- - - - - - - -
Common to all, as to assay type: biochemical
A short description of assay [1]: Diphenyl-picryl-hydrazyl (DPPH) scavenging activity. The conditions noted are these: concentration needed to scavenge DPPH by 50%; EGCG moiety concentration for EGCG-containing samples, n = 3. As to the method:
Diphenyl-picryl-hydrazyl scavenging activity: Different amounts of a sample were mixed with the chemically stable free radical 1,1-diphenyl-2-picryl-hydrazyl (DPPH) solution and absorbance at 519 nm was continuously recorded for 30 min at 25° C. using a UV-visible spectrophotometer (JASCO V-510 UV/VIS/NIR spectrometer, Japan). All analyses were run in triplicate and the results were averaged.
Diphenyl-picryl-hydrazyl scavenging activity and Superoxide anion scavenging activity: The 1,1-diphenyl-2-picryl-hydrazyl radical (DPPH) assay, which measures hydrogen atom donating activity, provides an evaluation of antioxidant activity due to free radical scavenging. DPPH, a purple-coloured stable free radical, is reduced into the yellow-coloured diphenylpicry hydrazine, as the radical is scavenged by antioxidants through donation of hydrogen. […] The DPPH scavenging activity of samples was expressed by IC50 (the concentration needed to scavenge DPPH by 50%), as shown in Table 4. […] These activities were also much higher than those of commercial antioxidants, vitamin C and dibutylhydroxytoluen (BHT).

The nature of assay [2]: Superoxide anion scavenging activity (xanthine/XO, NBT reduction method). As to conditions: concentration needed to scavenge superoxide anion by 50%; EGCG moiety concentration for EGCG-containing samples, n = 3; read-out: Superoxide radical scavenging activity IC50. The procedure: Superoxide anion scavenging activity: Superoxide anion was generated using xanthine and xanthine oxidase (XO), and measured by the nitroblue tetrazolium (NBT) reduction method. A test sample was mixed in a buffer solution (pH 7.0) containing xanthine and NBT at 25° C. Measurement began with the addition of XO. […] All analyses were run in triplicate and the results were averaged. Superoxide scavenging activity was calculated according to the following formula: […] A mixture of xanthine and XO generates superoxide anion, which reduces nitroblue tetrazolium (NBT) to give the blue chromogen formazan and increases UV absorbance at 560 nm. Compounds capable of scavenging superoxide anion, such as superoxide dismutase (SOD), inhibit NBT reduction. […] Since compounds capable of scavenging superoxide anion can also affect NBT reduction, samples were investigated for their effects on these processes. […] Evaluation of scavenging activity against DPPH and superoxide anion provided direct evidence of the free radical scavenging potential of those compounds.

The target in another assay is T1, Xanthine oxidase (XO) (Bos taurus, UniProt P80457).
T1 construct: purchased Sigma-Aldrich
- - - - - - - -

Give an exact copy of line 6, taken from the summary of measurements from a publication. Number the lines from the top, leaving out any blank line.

The target in another assay is T1, Xanthine oxidase (XO) (Bos taurus, UniProt P80457).